I need my pastor to be telling me that Jesus' blood and death have rescued me from the problem I didn't even know was my problem: and that it worked. How do I know that it worked? God helped me not by its making me somehow more moral or somehow better each day. Or happier either. Or "experiencing Jesus", whatever that means (I don't have a clue). I am to know that the cross actually did what Jesus' said it did by the fact that the Father raised him out of the grave three days after you and I, by the way, killed him on that dark Friday afternoon.

Now, seeking God is fallaciously compared to dating advice:

The healthiest person to find love and relationship with a significant other is precisely not the person who is looking for it. It is the person who has accepted who they are, their life, the risk of not meeting someone, who, often, is in the best position to meet someone that changes their life. The former person is looking for someone, anyone, an X to fulfill need Y. This person needs their desired satisfied at any cost. Crassly put, they have a hole and they want it filled.
Again, that is why God comes to us. We don't know our real need is sin, and that's why God in his mercy steps in. Is it any wonder that it takes a genuine miracle of the Holy Spirit to break our sinful hardened hearts?

The truly meaningful relationship occurs when desire can be opened up like a wound, when it takes you rather than you take it, and retroactively, you can never imagine being without it. That is love, that is the difference berween [sic] desire and love If [sic] we are to get around to Augustine’s question of “What do I love when I love my God,” we must first ask what we desire when we desire God, what is the X that we need filled, what is the hole that we fit God into.
Again, we do not and cannot desire God. That is the teaching of total depravity. But by saying “when it takes you rather than you take it,” this inadvertently supports the proper Lutheran understanding of depravity and God's grace in conversion!

Augustine fought mightily with his question in his Confessions X. But he did answer his own question (immediately after, by the way, speaking about sin's temptations and Christ's faithfulness and conversion by the Means of Grace--"You pierced my heart with your Word and I loved you."):
Where that light shines into my soul which no place can contain, and where that voice sounds which time does not take away, and where that fragrance smells which no wind scatters, and where there is that flavor which eating does not diminish, and where there is that clinging that no satiety will separate. This is what I love when I love my God.


When we identify the need to always satisfy our desire–something that is impossible–and learn that desire is valuable precisely because it is desire, we might cease in our never-ending attempt to extinguish that which makes us truly human, a desire for the impossible. Otherwise all we have is a God of our own making, the object of desire, an idol declared divine.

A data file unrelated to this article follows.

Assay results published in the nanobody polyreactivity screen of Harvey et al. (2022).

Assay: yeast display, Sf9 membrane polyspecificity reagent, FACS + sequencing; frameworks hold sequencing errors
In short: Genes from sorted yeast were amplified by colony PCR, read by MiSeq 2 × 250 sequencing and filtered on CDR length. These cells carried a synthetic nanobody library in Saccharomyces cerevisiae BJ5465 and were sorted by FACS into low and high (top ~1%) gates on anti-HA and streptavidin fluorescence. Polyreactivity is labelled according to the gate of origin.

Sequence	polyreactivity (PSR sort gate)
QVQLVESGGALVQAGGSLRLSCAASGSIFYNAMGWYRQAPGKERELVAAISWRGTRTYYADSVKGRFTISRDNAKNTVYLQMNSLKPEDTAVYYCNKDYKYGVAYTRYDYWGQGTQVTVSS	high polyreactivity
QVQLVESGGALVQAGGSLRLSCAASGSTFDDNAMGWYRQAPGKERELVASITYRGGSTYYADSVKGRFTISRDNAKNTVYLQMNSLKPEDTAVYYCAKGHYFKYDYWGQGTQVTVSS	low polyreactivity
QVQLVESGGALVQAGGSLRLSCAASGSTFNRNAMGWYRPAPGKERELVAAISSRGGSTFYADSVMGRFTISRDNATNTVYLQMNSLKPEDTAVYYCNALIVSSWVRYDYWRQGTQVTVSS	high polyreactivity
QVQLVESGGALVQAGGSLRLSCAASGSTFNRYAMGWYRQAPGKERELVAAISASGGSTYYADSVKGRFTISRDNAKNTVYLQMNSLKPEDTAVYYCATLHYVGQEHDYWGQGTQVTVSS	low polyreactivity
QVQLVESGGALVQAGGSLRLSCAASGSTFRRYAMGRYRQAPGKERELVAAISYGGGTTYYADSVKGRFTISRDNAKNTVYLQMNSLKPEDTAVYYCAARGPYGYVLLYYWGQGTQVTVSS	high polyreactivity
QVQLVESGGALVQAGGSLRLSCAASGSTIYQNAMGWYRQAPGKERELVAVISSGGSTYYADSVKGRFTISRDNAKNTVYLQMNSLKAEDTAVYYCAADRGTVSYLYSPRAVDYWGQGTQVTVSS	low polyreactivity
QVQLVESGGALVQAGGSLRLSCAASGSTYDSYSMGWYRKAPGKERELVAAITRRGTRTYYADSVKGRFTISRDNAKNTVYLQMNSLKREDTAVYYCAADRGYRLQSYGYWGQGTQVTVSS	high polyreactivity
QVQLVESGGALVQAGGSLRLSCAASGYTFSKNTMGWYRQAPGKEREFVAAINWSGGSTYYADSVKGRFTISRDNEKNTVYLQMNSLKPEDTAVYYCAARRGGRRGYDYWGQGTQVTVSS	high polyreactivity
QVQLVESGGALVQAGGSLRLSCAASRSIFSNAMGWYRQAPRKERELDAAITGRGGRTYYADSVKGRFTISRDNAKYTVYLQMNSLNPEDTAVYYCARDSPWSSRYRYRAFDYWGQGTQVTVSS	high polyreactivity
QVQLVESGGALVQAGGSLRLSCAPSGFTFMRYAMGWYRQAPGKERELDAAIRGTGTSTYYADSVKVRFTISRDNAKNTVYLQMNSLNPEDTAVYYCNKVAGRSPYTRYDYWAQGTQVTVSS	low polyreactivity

Our human nature's desire is to sin. To satisfy that desire is, indeed, impossible. Desire to sin cannot obviously be considered valuable, but God looked down on our wretched state and deigned to save us from our sin. He is no merely created being, nor an idol, but our empathetic creator and heavenly Father. This God does not remain silent, but reveals himself--in the Bible. Therefore, we boast in our gracious God, who saved us from certain damnation and preserves his saints.

That is why God mustn't be given up for Lent.

My name is Benjamin Rusch, and I am currently a senior at Martin Luther College who plans on attending Wisconsin Lutheran Seminary this coming school year.


  1. Bravo. You are preaching to the choir. You will never argue man into salvation, nor will you logic him into it either.

    1. Daniel Baker December 12, 2012 at 11:16 PM
      Repent of your heresy, Joe, and stop leading other people down your Satanic path. Until such time, kindly stop posting on this blog.

      Joe Krohn December 13, 2012 at 11:39 AM
      ...I will honor your request and post no more.

      Daniel Baker February 6, 2013 at 8:35 PM
      Don't comment at all (like you agreed to a number of weeks ago, when I asked you to kindly stop posting here).

      Joe Krohn February 6, 2013 at 9:00 PM

      As you wish...

      When will you abide by your word, Joe?

    2. On the one hand, I'm delighted that Joe found no qualm with my post. On the other hand, I'm not sure if his first two sentences are intended to be sarcastic/abrasive or genuine. Oh, the impersonal, sometimes ambiguous nature of pure text.

  2. I changed my mind. If you don't like the heat, Daniel, get out of the blogging business. Not everyone is going to agree with you. The bravado of orthodoxy comes from the same spirit as the CGM guys. I'm trying to point that out. I am glad you let my comments through and grateful for the lack of yellow journalism here.


    1. Worldview Everlasting is probably the best theological vlog I've seen. Internet users, as a general rule, automatically acquire low attention spans, and Jonathan Fisk is really good at detecting when to insert humor to rejuvenate your attention.